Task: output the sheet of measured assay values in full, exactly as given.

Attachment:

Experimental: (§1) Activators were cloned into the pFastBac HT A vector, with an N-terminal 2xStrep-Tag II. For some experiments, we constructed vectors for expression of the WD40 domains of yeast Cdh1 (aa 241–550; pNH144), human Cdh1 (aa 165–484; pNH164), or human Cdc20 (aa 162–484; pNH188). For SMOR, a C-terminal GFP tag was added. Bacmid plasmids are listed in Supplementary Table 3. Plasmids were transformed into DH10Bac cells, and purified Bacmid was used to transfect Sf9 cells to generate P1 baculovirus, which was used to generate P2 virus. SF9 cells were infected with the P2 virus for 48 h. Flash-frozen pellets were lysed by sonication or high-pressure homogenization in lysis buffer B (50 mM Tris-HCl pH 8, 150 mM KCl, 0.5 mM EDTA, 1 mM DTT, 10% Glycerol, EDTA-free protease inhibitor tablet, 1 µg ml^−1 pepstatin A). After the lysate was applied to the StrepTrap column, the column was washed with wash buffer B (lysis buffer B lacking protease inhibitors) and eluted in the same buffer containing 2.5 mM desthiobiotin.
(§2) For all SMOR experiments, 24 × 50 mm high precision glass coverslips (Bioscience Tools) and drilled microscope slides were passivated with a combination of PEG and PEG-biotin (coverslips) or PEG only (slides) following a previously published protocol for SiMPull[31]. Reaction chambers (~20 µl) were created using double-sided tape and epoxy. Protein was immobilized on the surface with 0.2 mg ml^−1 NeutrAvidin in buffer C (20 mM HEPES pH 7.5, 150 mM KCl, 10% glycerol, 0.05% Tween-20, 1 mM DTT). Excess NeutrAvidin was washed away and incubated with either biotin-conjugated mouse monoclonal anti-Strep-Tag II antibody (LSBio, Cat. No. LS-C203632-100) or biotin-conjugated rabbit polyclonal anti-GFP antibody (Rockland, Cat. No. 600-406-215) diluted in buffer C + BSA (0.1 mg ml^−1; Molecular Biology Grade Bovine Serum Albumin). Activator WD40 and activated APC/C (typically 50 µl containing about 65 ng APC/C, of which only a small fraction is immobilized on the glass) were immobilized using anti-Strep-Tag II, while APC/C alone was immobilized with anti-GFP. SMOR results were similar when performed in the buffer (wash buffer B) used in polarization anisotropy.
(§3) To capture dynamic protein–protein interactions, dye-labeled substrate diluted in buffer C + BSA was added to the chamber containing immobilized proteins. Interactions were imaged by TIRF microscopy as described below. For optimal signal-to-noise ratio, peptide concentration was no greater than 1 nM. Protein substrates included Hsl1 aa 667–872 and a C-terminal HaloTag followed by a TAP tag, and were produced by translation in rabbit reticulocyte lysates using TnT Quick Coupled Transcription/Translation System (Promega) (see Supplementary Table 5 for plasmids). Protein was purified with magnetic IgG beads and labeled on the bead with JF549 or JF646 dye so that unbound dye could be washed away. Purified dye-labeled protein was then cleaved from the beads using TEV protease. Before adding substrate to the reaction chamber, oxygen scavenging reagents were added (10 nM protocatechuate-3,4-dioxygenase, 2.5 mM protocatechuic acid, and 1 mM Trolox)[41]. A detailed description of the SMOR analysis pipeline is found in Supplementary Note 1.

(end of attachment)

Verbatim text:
Experimental: (§1) Activators were cloned into the pFastBac HT A vector, with an N-terminal 2xStrep-Tag II. For some experiments, we constructed vectors for expression of the WD40 domains of yeast Cdh1 (aa 241–550; pNH144), human Cdh1 (aa 165–484; pNH164), or human Cdc20 (aa 162–484; pNH188). For SMOR, a C-terminal GFP tag was added. Bacmid plasmids are listed in Supplementary Table 3. Plasmids were transformed into DH10Bac cells, and purified Bacmid was used to transfect Sf9 cells to generate P1 baculovirus, which was used to generate P2 virus. SF9 cells were infected with the P2 virus for 48 h. Flash-frozen pellets were lysed by sonication or high-pressure homogenization in lysis buffer B (50 mM Tris-HCl pH 8, 150 mM KCl, 0.5 mM EDTA, 1 mM DTT, 10% Glycerol, EDTA-free protease inhibitor tablet, 1 µg ml^−1 pepstatin A). After the lysate was applied to the StrepTrap column, the column was washed with wash buffer B (lysis buffer B lacking protease inhibitors) and eluted in the same buffer containing 2.5 mM desthiobiotin.
(§2) For all SMOR experiments, 24 × 50 mm high precision glass coverslips (Bioscience Tools) and drilled microscope slides were passivated with a combination of PEG and PEG-biotin (coverslips) or PEG only (slides) following a previously published protocol for SiMPull[31]. Reaction chambers (~20 µl) were created using double-sided tape and epoxy. Protein was immobilized on the surface with 0.2 mg ml^−1 NeutrAvidin in buffer C (20 mM HEPES pH 7.5, 150 mM KCl, 10% glycerol, 0.05% Tween-20, 1 mM DTT). Excess NeutrAvidin was washed away and incubated with either biotin-conjugated mouse monoclonal anti-Strep-Tag II antibody (LSBio, Cat. No. LS-C203632-100) or biotin-conjugated rabbit polyclonal anti-GFP antibody (Rockland, Cat. No. 600-406-215) diluted in buffer C + BSA (0.1 mg ml^−1; Molecular Biology Grade Bovine Serum Albumin). Activator WD40 and activated APC/C (typically 50 µl containing about 65 ng APC/C, of which only a small fraction is immobilized on the glass) were immobilized using anti-Strep-Tag II, while APC/C alone was immobilized with anti-GFP. SMOR results were similar when performed in the buffer (wash buffer B) used in polarization anisotropy.
(§3) To capture dynamic protein–protein interactions, dye-labeled substrate diluted in buffer C + BSA was added to the chamber containing immobilized proteins. Interactions were imaged by TIRF microscopy as described below. For optimal signal-to-noise ratio, peptide concentration was no greater than 1 nM. Protein substrates included Hsl1 aa 667–872 and a C-terminal HaloTag followed by a TAP tag, and were produced by translation in rabbit reticulocyte lysates using TnT Quick Coupled Transcription/Translation System (Promega) (see Supplementary Table 5 for plasmids). Protein was purified with magnetic IgG beads and labeled on the bead with JF549 or JF646 dye so that unbound dye could be washed away. Purified dye-labeled protein was then cleaved from the beads using TEV protease. Before adding substrate to the reaction chamber, oxygen scavenging reagents were added (10 nM protocatechuate-3,4-dioxygenase, 2.5 mM protocatechuic acid, and 1 mM Trolox)[41]. A detailed description of the SMOR analysis pipeline is found in Supplementary Note 1.